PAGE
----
Sarah C has already blogged about Faber & Faber's promotion of Jane Harris's upcoming historical novel The Observations. The British cover is posted at her site. Generally, I like the semi-headless woman-style covers, since they're eye catching and have "historical novel" written all over them. It makes historical fiction easy to identify, for a nice change. (In the US at least, this style cover is less associated with historical romance, although this trend has been catching on in US romance publishing within the last year.)
On the other hand, when I saw the UK cover for the new translation of Leo Tolstoy's War and Peace, I couldn't help feeling a bit torn about this trend. Yes, it's a beautiful cover, and it might even convince me to buy the book (no, I haven't read it before - blasphemy!). I know that's Penguin's strategy, to get people to purchase it, for aren't all publishers in the business of making money? I suppose this very modern cover also indicates that Anthony Briggs's translation has updated the story for the present-day reader. That's what Viking (US)'s publicity blurb stated, when I received the review copy. On the other hand, unlike The Observations, re-releases of Jean Plaidy novels, The Other Boleyn Girl (which is the first usage of this cover style that I can recall), and other novels with these covers, War and Peace doesn't focus exclusively on a woman's life. Sure, there are strong women in it, but that's different. Which makes the cover just a tad deceptive, IMHO.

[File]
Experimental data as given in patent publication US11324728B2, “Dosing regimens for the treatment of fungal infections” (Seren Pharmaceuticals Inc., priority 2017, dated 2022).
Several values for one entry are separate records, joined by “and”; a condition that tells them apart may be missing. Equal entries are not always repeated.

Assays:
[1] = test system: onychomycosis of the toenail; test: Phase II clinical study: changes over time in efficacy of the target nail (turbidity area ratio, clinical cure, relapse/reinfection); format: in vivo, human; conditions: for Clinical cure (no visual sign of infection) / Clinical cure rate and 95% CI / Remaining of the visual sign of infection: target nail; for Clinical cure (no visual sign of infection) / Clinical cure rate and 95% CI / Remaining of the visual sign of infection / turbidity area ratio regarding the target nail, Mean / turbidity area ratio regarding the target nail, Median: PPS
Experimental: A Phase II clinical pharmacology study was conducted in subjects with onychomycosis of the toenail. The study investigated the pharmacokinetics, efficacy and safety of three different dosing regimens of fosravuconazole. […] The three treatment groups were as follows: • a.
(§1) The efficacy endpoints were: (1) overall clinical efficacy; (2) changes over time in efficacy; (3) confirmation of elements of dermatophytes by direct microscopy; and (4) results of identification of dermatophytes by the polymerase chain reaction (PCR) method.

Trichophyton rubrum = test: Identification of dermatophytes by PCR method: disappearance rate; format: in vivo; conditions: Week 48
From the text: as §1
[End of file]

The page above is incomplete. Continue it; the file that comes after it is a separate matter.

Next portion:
This also points out to me that the semi-headless woman trend is in danger of being overused. And when book cover styles are overused, they can easily become stereotypes. Check out the cover of HarperPerennial's version (also UK), which is being released this April - only this is a different translation and version than the Penguin one. Again, another gorgeous image. Then compare to the very plain jacket chosen by Viking (US), which is the one I received; it'll be reviewed in May's Historical Novels Review. Which one would you choose?
All in all, I suppose as long as these covers are getting people to read historical fiction, especially classic works of historical fiction, I really shouldn't complain. Maybe I should shut up and purchase it already. Were postage not prohibitive, I admit I'd be tempted to buy one of the British editions, just because of the pretty cover. Sigh. Marketing strategies do work.